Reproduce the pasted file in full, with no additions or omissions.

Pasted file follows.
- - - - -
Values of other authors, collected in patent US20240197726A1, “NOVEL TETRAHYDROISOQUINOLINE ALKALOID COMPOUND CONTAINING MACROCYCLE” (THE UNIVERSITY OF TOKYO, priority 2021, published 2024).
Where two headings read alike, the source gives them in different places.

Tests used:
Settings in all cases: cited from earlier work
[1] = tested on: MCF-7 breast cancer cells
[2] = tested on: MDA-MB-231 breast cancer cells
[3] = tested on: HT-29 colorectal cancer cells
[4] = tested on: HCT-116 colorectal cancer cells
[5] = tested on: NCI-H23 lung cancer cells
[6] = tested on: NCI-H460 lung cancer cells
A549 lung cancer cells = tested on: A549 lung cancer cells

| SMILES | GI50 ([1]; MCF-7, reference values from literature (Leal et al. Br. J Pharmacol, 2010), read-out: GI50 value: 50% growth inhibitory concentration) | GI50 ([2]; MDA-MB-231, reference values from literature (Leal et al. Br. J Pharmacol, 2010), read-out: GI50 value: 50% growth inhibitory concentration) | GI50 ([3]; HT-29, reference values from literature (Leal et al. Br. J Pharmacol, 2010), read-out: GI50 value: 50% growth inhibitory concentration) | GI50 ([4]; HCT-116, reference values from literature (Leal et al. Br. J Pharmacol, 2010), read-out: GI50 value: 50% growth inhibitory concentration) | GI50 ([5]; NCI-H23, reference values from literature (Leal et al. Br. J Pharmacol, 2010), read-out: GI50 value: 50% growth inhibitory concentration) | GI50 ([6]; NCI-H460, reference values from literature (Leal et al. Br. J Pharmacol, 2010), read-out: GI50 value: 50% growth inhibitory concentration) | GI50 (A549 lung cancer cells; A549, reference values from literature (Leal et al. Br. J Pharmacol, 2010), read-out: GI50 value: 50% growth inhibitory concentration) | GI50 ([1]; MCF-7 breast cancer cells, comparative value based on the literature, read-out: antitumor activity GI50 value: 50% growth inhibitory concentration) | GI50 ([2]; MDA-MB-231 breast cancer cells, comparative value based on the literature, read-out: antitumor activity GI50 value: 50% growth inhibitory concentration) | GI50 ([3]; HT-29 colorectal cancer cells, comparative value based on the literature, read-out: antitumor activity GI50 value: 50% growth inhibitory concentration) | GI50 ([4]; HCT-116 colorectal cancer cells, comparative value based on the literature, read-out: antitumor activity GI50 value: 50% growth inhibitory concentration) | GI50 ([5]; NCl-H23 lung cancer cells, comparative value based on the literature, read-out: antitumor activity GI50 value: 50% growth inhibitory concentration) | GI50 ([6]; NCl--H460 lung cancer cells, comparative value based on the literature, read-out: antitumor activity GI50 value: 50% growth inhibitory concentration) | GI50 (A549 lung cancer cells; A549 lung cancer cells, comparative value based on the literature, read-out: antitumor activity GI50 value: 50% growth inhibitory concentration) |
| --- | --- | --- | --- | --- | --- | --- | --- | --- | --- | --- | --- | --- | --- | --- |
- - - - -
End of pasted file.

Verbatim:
Values of other authors, collected in patent US20240197726A1, “NOVEL TETRAHYDROISOQUINOLINE ALKALOID COMPOUND CONTAINING MACROCYCLE” (THE UNIVERSITY OF TOKYO, priority 2021, published 2024).
Where two headings read alike, the source gives them in different places.

Tests used:
Settings in all cases: cited from earlier work
[1] = tested on: MCF-7 breast cancer cells
[2] = tested on: MDA-MB-231 breast cancer cells
[3] = tested on: HT-29 colorectal cancer cells
[4] = tested on: HCT-116 colorectal cancer cells
[5] = tested on: NCI-H23 lung cancer cells
[6] = tested on: NCI-H460 lung cancer cells
A549 lung cancer cells = tested on: A549 lung cancer cells

| SMILES | GI50 ([1]; MCF-7, reference values from literature (Leal et al. Br. J Pharmacol, 2010), read-out: GI50 value: 50% growth inhibitory concentration) | GI50 ([2]; MDA-MB-231, reference values from literature (Leal et al. Br. J Pharmacol, 2010), read-out: GI50 value: 50% growth inhibitory concentration) | GI50 ([3]; HT-29, reference values from literature (Leal et al. Br. J Pharmacol, 2010), read-out: GI50 value: 50% growth inhibitory concentration) | GI50 ([4]; HCT-116, reference values from literature (Leal et al. Br. J Pharmacol, 2010), read-out: GI50 value: 50% growth inhibitory concentration) | GI50 ([5]; NCI-H23, reference values from literature (Leal et al. Br. J Pharmacol, 2010), read-out: GI50 value: 50% growth inhibitory concentration) | GI50 ([6]; NCI-H460, reference values from literature (Leal et al. Br. J Pharmacol, 2010), read-out: GI50 value: 50% growth inhibitory concentration) | GI50 (A549 lung cancer cells; A549, reference values from literature (Leal et al. Br. J Pharmacol, 2010), read-out: GI50 value: 50% growth inhibitory concentration) | GI50 ([1]; MCF-7 breast cancer cells, comparative value based on the literature, read-out: antitumor activity GI50 value: 50% growth inhibitory concentration) | GI50 ([2]; MDA-MB-231 breast cancer cells, comparative value based on the literature, read-out: antitumor activity GI50 value: 50% growth inhibitory concentration) | GI50 ([3]; HT-29 colorectal cancer cells, comparative value based on the literature, read-out: antitumor activity GI50 value: 50% growth inhibitory concentration) | GI50 ([4]; HCT-116 colorectal cancer cells, comparative value based on the literature, read-out: antitumor activity GI50 value: 50% growth inhibitory concentration) | GI50 ([5]; NCl-H23 lung cancer cells, comparative value based on the literature, read-out: antitumor activity GI50 value: 50% growth inhibitory concentration) | GI50 ([6]; NCl--H460 lung cancer cells, comparative value based on the literature, read-out: antitumor activity GI50 value: 50% growth inhibitory concentration) | GI50 (A549 lung cancer cells; A549 lung cancer cells, comparative value based on the literature, read-out: antitumor activity GI50 value: 50% growth inhibitory concentration) |
| --- | --- | --- | --- | --- | --- | --- | --- | --- | --- | --- | --- | --- | --- | --- |